Yesterday I witnessed a very bad scene between
a couple. They were yelling like crazy at
each other. Insults floated around angrily.
I was troubled. Does it have to be always
'louder, cruder, ruder, meaner'?
The Book of Proverbs says no. "Good
sense makes one slow to anger and it is his
glory to overlook an offense". And the
Letter to the Hebrews advices us, "see
to it that no roots of bitterness springs
ups and causes trouble".
Anger can be ugly. Like fire it finally dies
out; however it always leaves a path of destruction
behind it. It is like the valve on a pressure
cooker. When it "pops its cork",
it spews all over everyone in its way.
Mind you, anger is not necessarily evil.
Motivated by unselfishness it can be directed
against the abuse of what is right - justice,
However to be angry with the right
to the right degree, at the right time,
the right purpose, in the right way
easy! As they say, anger is just one
short from d-anger. "He makes
mad!" we often say. The problem
is not entirely the other. Pouring
over a tea bag doesn't make tea. The
is already there. The hot water just
out its strong flavor. "Out of
of the heart the mouth speaks,"
Christ says so clearly. Hot-water situations
can not bring anger out of you unless
already there. Besides, to be angry
a weak man is proof that you are not
Anger needs to be dealt with positively.
Otherwise it turns into more negative emotions
like resentment, bitterness and hate.
First of all, keeping anger inside is not
healthy. Saint Paul even says, "Be angry,"
and then he adds interestingly, "…and
do not sin; do no let the sun go down on
your anger and give no opportunity to the
This means simply that once angry, you need
to take action quickly to stop the cycle
before the roots are so deep they are almost
impossible to destroy. As Barney Fife would
say, "Nip it! Nip it! Nip it!"
Confront quickly the person you are angry
with. Make decisive steps of reconciliation.
Ask forgiveness if necessary. Admit that
you have been angry and find it so hard to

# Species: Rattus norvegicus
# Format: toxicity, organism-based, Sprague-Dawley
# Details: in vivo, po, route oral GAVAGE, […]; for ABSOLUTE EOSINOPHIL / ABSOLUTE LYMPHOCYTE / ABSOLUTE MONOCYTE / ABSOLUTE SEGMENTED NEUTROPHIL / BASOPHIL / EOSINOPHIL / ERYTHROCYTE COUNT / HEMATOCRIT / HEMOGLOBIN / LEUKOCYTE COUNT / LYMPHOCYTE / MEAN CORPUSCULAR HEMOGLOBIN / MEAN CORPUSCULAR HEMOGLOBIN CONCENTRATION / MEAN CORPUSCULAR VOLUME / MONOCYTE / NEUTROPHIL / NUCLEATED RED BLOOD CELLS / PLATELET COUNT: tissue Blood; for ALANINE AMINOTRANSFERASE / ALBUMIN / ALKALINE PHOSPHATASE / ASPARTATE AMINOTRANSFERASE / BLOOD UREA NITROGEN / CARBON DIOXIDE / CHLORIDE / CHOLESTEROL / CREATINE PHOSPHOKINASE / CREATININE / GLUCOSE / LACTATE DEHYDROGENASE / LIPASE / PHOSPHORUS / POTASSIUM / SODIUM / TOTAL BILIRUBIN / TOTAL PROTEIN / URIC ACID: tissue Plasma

deal with certain situations.
When you are calm, if possible, deal with
the real problem. Remember, whether the other
party repents of his wrong or not, you will
benefit by knowing you did the right thing.
Remember also that whoever angers you controls
One simple trick is not to answer an
word with an angry word. It is the
one that produces a quarrel.
3rd Serving of Chicken Soup for the
tells the story of the monk sitting
side of the road when he is confronted
a samurai warrior, who demands to know
the difference between heaven and hell
After a protracted silence, the monk
by saying, "You who are so untidy,
hands and feet are covered with dirt,
hair is messy and whose breath is foul,
would ask me of heaven and hell?"
The samurai was livid with anger. He drew
his sword and raised it high above his head
to sever the monk's head from its shoulders,
when the monk gently said "That is hell,"
as the sword began its descent. In that fraction
of a second, the samurai was overcome with
amazement and compassion as he realized that
this gentle monk dared to risk his very life
to give him such a teaching. He stopped his
sword in mid-flight and his eyes were full
of tears. "And that," said the
monk, "is heaven." The Book of
Proverbs (chapter 14) again is so right,
"A soft answer turns away wrath but
a harsh word stirs up anger." If we
could all take a deep breath, work out what
we were actually upset about, and pull our
options for dealing with the things that
make us mad into conscious choice - wouldn't
that be something to shout and scream about?
In his writings Saint Francis de Sales touched
the lives of many. The remedies against anger,
he says, are four. "1. To forestall
its movements, if possible, or at least to
cast them aside quickly, by turning the thoughts
to something else. 2. In imitation of the
Apostles when they saw the sea raging, to
have recourse to God, whose office it is
to give peace to the heart. 3. During the
heat of passion, not to speak, nor take any
action as to the matter in question. 4. To
strive to perform acts of kindness and humility
towards the person against whom one is incensed,
especially in reparation for any of a contrary
"Be not quick in your spirit to become
angry because anger lodges in the bosom of
the fools" (Ecclesiastes 7: 9). The
Boston born poet and essayist Ralph Waldo
Emerson puts it skillfully, "for every
minute you are angry, you lose sixty seconds
(c) Fr. Pius Sammut, OCD. Permission
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